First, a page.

Education unions have reaffirmed the importance of increasing and enhancing development cooperation activities at global and regional levels, and developed tools to this end.
“I first came to know Education International (EI) through development cooperation (DC) meetings,“ recalled EIGeneral Secretary David Edwards, addressing the 60 participants in the EI Development Cooperation Network’s annual meeting in Brussels, Belgium, from 14-16 January. “It is where you get to understand solidarity, as we can see it materialise in trade union and human rights issues. And remember: solidarity is not for sale!”
“It has represented a great education for me, being among you,» he also explained.
He continued by stressing that “capacity-building, DC, is ranked as top priorities of the organisation across all regions,” that “our struggle as an organisation is to be able to cooperate, respecting each other” and that “how EI and its affiliates can cooperate to face the challenges in the world is important.”
Underlining that “we know we have to lead our profession”, he urged participants “not to leave it to other forces and organisations. We do have some things that others do not have!”
“We are independent, and the issue of unity cannot be understated,”he said, highlighting “work in the area of renewal and young union members, the issue of the future.”
Edwards also noted that “it is crucial to defend democracy, because we are part of movement, for solidarity, justice, professional terms and conditions, etc.”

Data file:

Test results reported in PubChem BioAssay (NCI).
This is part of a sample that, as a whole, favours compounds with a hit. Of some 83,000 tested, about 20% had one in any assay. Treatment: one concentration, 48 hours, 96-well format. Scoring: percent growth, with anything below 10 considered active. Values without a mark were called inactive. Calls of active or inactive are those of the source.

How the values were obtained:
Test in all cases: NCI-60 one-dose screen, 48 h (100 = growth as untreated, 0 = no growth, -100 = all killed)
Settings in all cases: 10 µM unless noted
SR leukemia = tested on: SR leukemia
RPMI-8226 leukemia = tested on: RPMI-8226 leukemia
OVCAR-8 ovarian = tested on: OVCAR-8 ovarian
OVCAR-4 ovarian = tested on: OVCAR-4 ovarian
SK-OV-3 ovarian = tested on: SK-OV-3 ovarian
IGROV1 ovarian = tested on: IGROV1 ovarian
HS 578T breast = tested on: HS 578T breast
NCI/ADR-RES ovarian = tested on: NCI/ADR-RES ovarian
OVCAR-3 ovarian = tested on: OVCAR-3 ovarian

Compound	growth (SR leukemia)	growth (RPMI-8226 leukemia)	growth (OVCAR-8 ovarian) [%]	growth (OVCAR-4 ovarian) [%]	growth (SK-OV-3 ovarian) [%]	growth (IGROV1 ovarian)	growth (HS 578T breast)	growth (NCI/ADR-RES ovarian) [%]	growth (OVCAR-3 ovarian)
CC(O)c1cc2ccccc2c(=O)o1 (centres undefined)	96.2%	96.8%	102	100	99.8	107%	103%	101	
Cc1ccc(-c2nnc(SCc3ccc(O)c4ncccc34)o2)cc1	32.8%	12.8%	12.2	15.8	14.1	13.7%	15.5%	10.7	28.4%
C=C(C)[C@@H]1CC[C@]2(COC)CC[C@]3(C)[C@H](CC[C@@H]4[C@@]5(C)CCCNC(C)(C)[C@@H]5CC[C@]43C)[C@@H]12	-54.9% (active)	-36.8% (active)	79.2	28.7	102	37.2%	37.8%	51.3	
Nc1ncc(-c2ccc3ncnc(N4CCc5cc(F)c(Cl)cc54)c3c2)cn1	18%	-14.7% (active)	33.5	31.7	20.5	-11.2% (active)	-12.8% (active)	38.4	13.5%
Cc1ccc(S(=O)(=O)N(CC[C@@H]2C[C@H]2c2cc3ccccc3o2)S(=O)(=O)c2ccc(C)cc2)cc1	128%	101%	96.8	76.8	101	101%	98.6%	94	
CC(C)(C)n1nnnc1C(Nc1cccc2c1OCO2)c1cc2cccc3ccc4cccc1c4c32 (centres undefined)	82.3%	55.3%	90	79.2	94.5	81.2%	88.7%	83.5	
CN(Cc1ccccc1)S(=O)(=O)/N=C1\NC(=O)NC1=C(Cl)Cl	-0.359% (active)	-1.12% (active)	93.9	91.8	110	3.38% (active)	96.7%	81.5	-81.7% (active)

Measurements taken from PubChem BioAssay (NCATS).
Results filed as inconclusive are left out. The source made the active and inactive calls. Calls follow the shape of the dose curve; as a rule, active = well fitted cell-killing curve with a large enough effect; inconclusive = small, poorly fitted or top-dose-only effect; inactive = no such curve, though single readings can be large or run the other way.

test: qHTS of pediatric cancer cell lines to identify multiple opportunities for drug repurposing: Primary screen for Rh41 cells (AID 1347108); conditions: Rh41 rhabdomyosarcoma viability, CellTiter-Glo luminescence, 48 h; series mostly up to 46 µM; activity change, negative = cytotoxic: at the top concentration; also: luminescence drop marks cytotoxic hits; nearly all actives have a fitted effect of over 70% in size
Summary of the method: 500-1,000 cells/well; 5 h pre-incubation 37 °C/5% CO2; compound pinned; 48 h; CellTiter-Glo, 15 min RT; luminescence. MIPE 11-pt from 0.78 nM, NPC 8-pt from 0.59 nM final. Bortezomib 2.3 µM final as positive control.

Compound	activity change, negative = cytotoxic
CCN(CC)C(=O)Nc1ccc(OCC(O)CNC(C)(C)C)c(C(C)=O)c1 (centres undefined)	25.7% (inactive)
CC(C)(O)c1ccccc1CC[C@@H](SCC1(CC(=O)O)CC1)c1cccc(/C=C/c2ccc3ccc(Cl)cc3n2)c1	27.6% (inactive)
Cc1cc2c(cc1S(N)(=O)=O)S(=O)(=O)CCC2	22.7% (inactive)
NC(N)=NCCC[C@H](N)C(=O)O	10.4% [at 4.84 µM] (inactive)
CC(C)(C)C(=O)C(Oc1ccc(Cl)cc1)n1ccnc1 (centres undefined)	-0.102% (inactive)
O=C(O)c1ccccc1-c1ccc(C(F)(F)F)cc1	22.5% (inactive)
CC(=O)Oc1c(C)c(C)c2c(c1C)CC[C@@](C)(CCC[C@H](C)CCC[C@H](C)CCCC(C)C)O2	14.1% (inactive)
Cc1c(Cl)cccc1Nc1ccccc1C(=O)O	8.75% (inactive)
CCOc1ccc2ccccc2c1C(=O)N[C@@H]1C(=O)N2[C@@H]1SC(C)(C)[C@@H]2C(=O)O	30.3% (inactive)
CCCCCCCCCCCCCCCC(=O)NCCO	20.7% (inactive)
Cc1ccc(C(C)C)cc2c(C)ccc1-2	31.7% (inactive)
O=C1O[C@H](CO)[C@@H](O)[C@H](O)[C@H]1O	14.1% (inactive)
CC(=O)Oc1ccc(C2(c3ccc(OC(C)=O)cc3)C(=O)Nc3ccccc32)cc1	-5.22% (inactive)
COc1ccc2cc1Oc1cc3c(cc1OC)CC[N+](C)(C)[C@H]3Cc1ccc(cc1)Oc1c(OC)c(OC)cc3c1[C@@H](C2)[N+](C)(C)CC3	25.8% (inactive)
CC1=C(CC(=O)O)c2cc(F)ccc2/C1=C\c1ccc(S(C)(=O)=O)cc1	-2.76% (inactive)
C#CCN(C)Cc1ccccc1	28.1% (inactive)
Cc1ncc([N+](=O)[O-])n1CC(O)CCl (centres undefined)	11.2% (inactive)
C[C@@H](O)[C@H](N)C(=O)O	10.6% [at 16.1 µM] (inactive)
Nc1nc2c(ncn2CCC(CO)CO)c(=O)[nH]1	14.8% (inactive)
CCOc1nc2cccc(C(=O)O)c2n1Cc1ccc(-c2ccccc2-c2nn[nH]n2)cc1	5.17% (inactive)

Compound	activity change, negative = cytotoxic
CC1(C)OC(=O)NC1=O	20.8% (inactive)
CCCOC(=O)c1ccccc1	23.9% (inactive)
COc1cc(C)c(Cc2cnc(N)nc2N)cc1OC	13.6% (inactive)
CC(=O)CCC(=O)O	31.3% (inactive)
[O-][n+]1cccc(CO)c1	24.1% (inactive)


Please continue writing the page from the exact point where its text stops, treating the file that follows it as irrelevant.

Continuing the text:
“We need to organise around ideas, and think about structural changes and ways our unions are built,”he insisted, acknowledging that “we have many things to do, plus the ones we do already.
At the same time, we must be there and support each other, and build long-term relationships.”
“We rely on your commitment to see where we need to do more, where we need to do better, and what to do next,”the EI leader concluded.
Collective drafting of a« Guidebook- A DC project from A to Z »
After mapping the needs and resources in solidarity and development cooperation projects, representatives of EI member organisations discussed the EI draft document called “Guidebook- A DC project from A to Z”, aiming to gather good practices on how to conduct DC projects.
The EI DC team underlined that the document is still a draft and that that the intention is to “co-write”it with the participants. It called on participants to take this document as an explanation of what is at stake for their leadership in a DC project.
The guidebook should clearly explain how to lead a DC project, and be easily accessible to non-experts in the field. The participants, therefore, reflected on the different issues raised in the guidebook and updated and enriched EI’s knowledge base with the use of concrete examples.
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